U.S. Marine wrestles great white shark to shore

California’s beaches are known for surfers, muscle boys, and bikinis, but at Camp Pendleton north of San Diego, a US Marine had a much more unforgettable experience on the shore. Jeff Fangman released a video this week of a catch that most fishermen can only dream of. The video shows Fangman reeling in a juvenile man-eating great white shark onto the beach as he struggled with the beast in the surf.
The Marine had not shared his elation beyond a circle of friends until now. The shark was caught on October 27 under overcast skies and measured approximately 10 feet long. While small for a white shark, it is still a dangerous predator. White sharks enjoy eating the many sea lions and sea otters along the coast, but are known to take an occasional human swimmer.
Fangman released the shark since it is a protected species under Federal law. 
He came to live in California after having resided on the Gulf of Mexico where he was also an avid sportsman. Witnessing the catch was his wife and daughter. Fangman had gone into the sea in a kayak in order to deliver his bait far beyond the normal range of his heavy tackle. He expected to hook a small shark or a stingray, but had not anticipated pulling in an apex predator.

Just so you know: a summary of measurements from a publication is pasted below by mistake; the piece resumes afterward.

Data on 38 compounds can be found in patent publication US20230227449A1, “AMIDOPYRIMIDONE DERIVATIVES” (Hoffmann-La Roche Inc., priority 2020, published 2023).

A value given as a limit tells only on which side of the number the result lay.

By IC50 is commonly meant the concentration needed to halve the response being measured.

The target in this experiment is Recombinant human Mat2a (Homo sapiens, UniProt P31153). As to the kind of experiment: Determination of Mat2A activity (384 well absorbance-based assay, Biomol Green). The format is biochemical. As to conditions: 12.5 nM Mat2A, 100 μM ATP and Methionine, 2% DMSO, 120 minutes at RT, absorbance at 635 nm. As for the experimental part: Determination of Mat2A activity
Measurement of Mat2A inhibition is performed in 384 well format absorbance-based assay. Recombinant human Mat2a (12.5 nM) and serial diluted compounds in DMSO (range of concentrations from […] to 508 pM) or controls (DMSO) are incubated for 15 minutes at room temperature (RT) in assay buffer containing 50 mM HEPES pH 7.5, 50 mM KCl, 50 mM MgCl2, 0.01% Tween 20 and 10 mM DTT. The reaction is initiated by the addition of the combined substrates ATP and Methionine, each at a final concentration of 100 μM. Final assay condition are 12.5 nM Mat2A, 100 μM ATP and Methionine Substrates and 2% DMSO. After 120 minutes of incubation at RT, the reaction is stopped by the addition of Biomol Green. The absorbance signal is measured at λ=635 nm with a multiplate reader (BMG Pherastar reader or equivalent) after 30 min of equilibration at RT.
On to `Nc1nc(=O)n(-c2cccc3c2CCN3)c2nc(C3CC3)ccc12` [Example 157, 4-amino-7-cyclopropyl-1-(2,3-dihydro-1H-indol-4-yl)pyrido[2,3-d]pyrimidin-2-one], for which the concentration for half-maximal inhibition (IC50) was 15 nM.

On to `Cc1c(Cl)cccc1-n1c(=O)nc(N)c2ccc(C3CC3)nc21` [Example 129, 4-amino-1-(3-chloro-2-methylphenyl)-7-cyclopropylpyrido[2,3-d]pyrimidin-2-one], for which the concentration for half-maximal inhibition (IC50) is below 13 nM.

In the Gulf of Mexico, he had had experience catching other species such as bull sharks and tiger sharks, but had never pulled in anything so monstrous.
It is not often that great white sharks are caught on a rod and reel, even though commercial fishermen along the coast of southern California some times catch them in gill nets. 
Fangman was cognizant that great white sharks are a protected species. By releasing it, he avoided the investigation that ensued when a sport fisherman at Huntington Beach pier near Los Angeles hauled in a great white. He was ultimately fined by California authorities. In another case, when a marine biologist threatened to call police when he witnessed another sportsman hauling in a great white shark. That shark was released. 

Spero News editor Martin Barillas is a former US diplomat, who also worked as a democracy advocate and election observer in Latin America. He is also a freelance translator.

Filed under science, fish, california, us, science, Americas


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